Ch 1: #’s 36, 43; Ch 2: #’s 46, 47; Ch 3: #38; Ch 4 # 39



Week 2:

Financial Accounting Basics II Measurement Fundamentals and Valuation


Jan 21st


Review Problem (WebCT)


Chapters 1, 2, 3, 4




Maple Leaf Garden (Hirst) (parts a, c (i to ix), d, e, f, g, h) (note: Net Book Value = total assets-total liabilities)

Week 3:

MIDTERM EXAM (one hour, comprehensive, closed book) Statement of Cash Flows Financial Statement Analysis I


Jan 28th


Ch 5: # 59 Discuss Readings, examples


Chapters 5, 12 Burning Up (WebCT) Once Hot Now Toast (WebCT) Linking the Elements of Cash Flow (Horngren p. 206) Managing Working Capital (Horngren p. 157) Return on Equity Example (WebCT) Warren Buffet: Nothing to Hide (Horngren, p. 555)


Ch 5: #’s 57, 58, 59; Ch 12: #’s 47, 48, 50-54


n/a – to be assigned

Week 4:

Financial Statement Analysis II Inventory Evaluation Property, Plant and Equipment


Feb 4th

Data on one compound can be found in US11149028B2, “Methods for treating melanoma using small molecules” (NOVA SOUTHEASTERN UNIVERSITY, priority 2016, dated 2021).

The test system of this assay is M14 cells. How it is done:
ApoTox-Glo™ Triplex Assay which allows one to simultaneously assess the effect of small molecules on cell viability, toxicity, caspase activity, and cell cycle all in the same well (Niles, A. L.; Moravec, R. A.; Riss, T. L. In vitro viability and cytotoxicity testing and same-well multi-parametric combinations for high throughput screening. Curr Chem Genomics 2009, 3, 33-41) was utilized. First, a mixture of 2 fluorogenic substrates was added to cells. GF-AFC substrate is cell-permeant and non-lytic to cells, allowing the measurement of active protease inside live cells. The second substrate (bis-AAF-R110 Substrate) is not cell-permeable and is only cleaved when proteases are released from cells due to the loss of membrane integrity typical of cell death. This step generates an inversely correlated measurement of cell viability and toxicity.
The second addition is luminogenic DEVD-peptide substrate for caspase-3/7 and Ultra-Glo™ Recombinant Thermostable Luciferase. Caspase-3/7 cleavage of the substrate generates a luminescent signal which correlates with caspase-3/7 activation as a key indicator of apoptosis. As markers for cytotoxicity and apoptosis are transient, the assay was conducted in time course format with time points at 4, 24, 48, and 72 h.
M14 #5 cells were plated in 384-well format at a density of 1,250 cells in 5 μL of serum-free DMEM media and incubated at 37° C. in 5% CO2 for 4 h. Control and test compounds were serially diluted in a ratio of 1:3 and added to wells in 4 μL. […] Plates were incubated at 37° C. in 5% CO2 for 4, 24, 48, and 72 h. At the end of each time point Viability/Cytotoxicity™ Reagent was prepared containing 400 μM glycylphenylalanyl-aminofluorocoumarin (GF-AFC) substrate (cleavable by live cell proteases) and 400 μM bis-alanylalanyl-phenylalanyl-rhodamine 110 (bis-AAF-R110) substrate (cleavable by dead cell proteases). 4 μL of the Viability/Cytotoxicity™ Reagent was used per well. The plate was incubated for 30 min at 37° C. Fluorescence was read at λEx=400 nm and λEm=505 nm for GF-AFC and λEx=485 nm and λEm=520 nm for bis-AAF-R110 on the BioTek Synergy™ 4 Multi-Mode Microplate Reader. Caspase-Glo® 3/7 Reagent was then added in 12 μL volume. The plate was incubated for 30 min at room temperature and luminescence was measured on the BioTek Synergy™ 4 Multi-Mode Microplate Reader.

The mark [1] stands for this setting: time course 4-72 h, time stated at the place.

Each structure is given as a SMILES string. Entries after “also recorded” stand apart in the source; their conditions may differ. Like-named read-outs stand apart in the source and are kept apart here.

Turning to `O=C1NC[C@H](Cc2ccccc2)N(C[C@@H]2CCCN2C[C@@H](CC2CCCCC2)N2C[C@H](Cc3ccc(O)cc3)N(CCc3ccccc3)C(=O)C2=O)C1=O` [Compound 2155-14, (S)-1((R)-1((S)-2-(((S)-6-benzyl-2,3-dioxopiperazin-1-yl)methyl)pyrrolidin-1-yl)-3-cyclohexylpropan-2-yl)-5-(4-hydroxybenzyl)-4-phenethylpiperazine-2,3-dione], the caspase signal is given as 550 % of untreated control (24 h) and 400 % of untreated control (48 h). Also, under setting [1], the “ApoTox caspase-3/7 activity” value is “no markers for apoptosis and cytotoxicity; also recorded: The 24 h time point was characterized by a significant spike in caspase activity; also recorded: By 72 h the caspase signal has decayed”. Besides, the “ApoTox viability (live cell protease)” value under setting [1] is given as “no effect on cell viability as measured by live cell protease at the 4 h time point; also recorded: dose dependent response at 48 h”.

- 4 -


Frederick’s of Hollywood Inc. – Property, Plant and Equipment (Hirst, parts c, d, e, f, g)


Chapter 12, 7, 8 (pages 335-362) Earnings Helper (WebCT) The Use of Estimates and the Impact of Earnings (Horngren p. 342) Inventory Chicanery Tempts More Firms, Fools More Auditors (Web CT)


Ch 7: 56, 67, 70; Ch 8: #’s 31, 39, 61, 71


Reebok and LA Gear – Financial Statement Analysis (WebCT) (answer my questions and not ones in case, updated stock price charts will be on WebCT)

Week 5:

Inventory Evaluation II Investor’s Reliance on Financial Statements Intangible Assets


Feb 11th


Related readings and homework Merck and Company (parts a, b) (Hirst)


Chapters 7, 8, 6 Horngren p. 390-393, 24-34, 251-256 Paying FIFO Taxes: Your Favorite Charity (WebCT) The Crackdown is Here (WebCT) In Corporate America it is Cleanup Time (WebCT) Real Assets, Unreal Reporting (WebCT)